If you're a regular reader of our news stories, you know that astronomers have struggled for decades to understand what's going on with the binary star Epsilon Aurigae. This easy naked-eye star, now high overhead after dusk, was discovered to dim in 1821. By a half century ago it was generally recognized as some kind of eclipsing system with a period of 27.1 years.
In other eclipsing binaries, it usually takes only hours or at days for one star to cross in front of the other. But Epsilon Aurigae's partial eclipses take two years to complete — and the most recent began last August. Stellar theorists have struggled mightily to deduce what's causing such long dimmings. The American Association of Variable Star Observers even launched a grassroots effort to have "citizen-scientists" help keep track of the system's antics.
Epsilon Aurigae's central star is a F-type giant pumping out 130,000 times the Sun's brightness. That much now seems clear. But there have been at least five candidate explanations for the eclipsing component: (1) a huge, nearly spherical nebula that's somewhat opaque; (2) a massive, dark disk of gas and dust; (3) a black hole cocooned inside a disk; (4) a thin, tipped disk with a binary star at its center; and (5) a large, slightly tilted disk surrounding a single hot B star. As S&T editor-in-chief Bob Naeye described a few months ago, this last scenario has gained favor recently.
New observations of Epsilon Aurigae, just announced in the April 8th issue of Nature, show that the Answer Number 5 is likely correct. University of Denver graduate student Brian Kloppenborg and advisor Robert Stencel led an international team that resolved the eclipsing body crossing the bright star's face for the first time. Using the Center for High-Resolution Astronomy's six-telescope interferometer arrayed on Mount Wilson in California, the astronomers synthesized images last November and December showing the leading edge of an elongated dark mass moving across the bright star.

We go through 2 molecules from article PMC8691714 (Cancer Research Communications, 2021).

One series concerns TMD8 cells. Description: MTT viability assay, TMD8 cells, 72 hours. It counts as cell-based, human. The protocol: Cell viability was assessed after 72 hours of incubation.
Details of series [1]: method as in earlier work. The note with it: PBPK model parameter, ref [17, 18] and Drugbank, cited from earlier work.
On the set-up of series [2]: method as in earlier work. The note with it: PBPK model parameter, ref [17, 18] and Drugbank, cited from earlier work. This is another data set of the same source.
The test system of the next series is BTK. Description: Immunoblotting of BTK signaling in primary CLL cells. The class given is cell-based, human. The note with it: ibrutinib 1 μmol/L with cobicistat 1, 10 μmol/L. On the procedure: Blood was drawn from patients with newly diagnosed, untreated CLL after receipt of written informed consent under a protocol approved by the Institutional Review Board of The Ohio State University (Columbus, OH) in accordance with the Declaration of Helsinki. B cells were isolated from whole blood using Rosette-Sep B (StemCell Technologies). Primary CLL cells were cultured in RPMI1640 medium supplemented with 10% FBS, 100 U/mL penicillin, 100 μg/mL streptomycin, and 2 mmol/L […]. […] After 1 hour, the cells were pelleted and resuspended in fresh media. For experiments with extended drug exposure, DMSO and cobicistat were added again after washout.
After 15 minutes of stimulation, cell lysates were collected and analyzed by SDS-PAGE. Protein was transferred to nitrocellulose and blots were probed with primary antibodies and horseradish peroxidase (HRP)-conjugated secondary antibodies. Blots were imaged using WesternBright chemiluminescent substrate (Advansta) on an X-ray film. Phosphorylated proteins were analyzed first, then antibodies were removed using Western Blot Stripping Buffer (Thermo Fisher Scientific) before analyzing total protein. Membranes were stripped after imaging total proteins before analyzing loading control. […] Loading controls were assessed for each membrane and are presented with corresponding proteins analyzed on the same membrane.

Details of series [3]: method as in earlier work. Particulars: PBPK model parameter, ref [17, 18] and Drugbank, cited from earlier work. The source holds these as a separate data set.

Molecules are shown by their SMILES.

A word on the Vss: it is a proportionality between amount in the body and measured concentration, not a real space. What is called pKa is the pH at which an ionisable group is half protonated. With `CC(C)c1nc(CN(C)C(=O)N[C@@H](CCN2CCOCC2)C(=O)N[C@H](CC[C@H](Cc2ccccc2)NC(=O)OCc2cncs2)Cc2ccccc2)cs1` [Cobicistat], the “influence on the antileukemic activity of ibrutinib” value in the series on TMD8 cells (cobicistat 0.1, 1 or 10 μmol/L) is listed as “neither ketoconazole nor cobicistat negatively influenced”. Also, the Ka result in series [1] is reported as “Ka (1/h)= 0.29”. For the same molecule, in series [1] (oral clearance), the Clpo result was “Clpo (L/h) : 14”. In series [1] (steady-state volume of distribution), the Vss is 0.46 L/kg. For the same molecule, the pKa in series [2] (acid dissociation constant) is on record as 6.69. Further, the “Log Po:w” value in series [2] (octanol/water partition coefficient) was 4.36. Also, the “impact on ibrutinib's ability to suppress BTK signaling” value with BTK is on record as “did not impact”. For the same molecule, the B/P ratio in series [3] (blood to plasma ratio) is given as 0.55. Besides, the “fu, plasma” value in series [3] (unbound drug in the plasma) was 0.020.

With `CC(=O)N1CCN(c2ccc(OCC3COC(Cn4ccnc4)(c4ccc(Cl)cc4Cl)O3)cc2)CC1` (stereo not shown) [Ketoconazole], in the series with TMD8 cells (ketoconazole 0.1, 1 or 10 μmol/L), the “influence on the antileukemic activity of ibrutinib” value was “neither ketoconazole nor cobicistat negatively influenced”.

By carefully combining individual light waves from its telescopes, the CHARA array can approach the resolving power of a single telescope 1,100 feet (330 m) across. It's capable of resolving details 0.0002 arcsecond apart — the angular size of a small coin seen from a distance of 10,000 miles (15,000 km).
Based on the images, Kloppenborg, Stencel, and the others calculate that the dark disk is about a billion miles (1½ billion km) wide — roughly the size of Jupiter's orbit — but appears only a fifth as tall. However, the new images haven't completely cleared up Epsilon Aurigae's mysteries. Yet-to-be-published work by Robin Leadbetter (Three Hills Observatory) and Stencel argues that the disk's detailed shape doesn't fit any of the models exactly. But most of the current eclipse has yet to occur, so many observations are still to come.
In the meantime, read more about the remarkable new images in this National Science Foundation press release. "Dr. Bob" Stencel has put together a nice slide show about CHARA and the team, and the University of Michigan (whose "combiner" created the images) has posted an animation showing how the eclipse is progressing.
You can even chat with Kloppenborg and "Dr. Bob" on Friday, April 9th, via the Global Astronomy Month website.
Finally, consider this: The CHARA observations wouldn't have been possible had the catastrophic Station Fire overrun the summit of Mount Wilson last September. So I hope someone sends a copy of the Nature article to the firefighters of the Helena Hotshots, who were key to saving the array and the other telescopes atop the mountain.